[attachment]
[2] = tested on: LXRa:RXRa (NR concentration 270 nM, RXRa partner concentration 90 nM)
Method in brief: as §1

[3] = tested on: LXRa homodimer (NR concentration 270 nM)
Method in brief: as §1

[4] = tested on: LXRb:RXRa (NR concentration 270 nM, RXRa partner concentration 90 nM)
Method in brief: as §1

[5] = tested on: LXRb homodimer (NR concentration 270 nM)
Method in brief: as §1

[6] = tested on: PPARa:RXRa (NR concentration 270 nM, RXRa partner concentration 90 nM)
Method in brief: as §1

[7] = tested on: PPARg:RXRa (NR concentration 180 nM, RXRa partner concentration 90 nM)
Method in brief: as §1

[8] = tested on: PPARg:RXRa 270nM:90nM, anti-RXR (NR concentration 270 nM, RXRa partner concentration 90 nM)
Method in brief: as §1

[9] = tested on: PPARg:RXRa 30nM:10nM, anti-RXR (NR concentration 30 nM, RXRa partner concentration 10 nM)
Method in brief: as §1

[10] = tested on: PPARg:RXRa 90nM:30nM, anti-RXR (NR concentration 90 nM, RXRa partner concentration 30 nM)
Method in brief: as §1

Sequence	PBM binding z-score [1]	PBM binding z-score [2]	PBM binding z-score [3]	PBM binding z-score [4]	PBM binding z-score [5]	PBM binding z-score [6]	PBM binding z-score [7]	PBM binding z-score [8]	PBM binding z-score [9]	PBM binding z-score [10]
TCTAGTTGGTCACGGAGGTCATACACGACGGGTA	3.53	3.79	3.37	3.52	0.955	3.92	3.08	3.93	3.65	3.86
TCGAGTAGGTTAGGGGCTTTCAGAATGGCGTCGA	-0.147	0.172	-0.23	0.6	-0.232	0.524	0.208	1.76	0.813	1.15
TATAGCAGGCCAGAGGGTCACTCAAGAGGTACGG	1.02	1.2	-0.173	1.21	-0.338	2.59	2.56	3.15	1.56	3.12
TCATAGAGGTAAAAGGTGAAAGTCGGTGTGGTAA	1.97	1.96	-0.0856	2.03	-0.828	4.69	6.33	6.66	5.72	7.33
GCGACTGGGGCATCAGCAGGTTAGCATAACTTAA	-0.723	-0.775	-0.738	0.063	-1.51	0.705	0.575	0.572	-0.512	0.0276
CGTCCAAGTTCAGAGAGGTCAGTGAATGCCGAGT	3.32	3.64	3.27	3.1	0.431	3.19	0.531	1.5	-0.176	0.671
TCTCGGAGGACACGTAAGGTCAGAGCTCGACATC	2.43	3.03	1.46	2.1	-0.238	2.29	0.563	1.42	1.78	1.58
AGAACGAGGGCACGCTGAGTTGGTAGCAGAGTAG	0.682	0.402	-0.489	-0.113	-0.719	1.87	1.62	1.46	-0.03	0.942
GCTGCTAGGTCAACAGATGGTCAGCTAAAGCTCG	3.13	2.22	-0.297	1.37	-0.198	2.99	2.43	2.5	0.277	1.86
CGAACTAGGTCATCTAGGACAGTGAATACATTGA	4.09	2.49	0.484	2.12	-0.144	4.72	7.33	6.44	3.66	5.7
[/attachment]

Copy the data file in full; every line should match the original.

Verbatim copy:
[2] = tested on: LXRa:RXRa (NR concentration 270 nM, RXRa partner concentration 90 nM)
Method in brief: as §1

[3] = tested on: LXRa homodimer (NR concentration 270 nM)
Method in brief: as §1

[4] = tested on: LXRb:RXRa (NR concentration 270 nM, RXRa partner concentration 90 nM)
Method in brief: as §1

[5] = tested on: LXRb homodimer (NR concentration 270 nM)
Method in brief: as §1

[6] = tested on: PPARa:RXRa (NR concentration 270 nM, RXRa partner concentration 90 nM)
Method in brief: as §1

[7] = tested on: PPARg:RXRa (NR concentration 180 nM, RXRa partner concentration 90 nM)
Method in brief: as §1

[8] = tested on: PPARg:RXRa 270nM:90nM, anti-RXR (NR concentration 270 nM, RXRa partner concentration 90 nM)
Method in brief: as §1

[9] = tested on: PPARg:RXRa 30nM:10nM, anti-RXR (NR concentration 30 nM, RXRa partner concentration 10 nM)
Method in brief: as §1

[10] = tested on: PPARg:RXRa 90nM:30nM, anti-RXR (NR concentration 90 nM, RXRa partner concentration 30 nM)
Method in brief: as §1

Sequence	PBM binding z-score [1]	PBM binding z-score [2]	PBM binding z-score [3]	PBM binding z-score [4]	PBM binding z-score [5]	PBM binding z-score [6]	PBM binding z-score [7]	PBM binding z-score [8]	PBM binding z-score [9]	PBM binding z-score [10]
TCTAGTTGGTCACGGAGGTCATACACGACGGGTA	3.53	3.79	3.37	3.52	0.955	3.92	3.08	3.93	3.65	3.86
TCGAGTAGGTTAGGGGCTTTCAGAATGGCGTCGA	-0.147	0.172	-0.23	0.6	-0.232	0.524	0.208	1.76	0.813	1.15
TATAGCAGGCCAGAGGGTCACTCAAGAGGTACGG	1.02	1.2	-0.173	1.21	-0.338	2.59	2.56	3.15	1.56	3.12
TCATAGAGGTAAAAGGTGAAAGTCGGTGTGGTAA	1.97	1.96	-0.0856	2.03	-0.828	4.69	6.33	6.66	5.72	7.33
GCGACTGGGGCATCAGCAGGTTAGCATAACTTAA	-0.723	-0.775	-0.738	0.063	-1.51	0.705	0.575	0.572	-0.512	0.0276
CGTCCAAGTTCAGAGAGGTCAGTGAATGCCGAGT	3.32	3.64	3.27	3.1	0.431	3.19	0.531	1.5	-0.176	0.671
TCTCGGAGGACACGTAAGGTCAGAGCTCGACATC	2.43	3.03	1.46	2.1	-0.238	2.29	0.563	1.42	1.78	1.58
AGAACGAGGGCACGCTGAGTTGGTAGCAGAGTAG	0.682	0.402	-0.489	-0.113	-0.719	1.87	1.62	1.46	-0.03	0.942
GCTGCTAGGTCAACAGATGGTCAGCTAAAGCTCG	3.13	2.22	-0.297	1.37	-0.198	2.99	2.43	2.5	0.277	1.86
CGAACTAGGTCATCTAGGACAGTGAATACATTGA	4.09	2.49	0.484	2.12	-0.144	4.72	7.33	6.44	3.66	5.7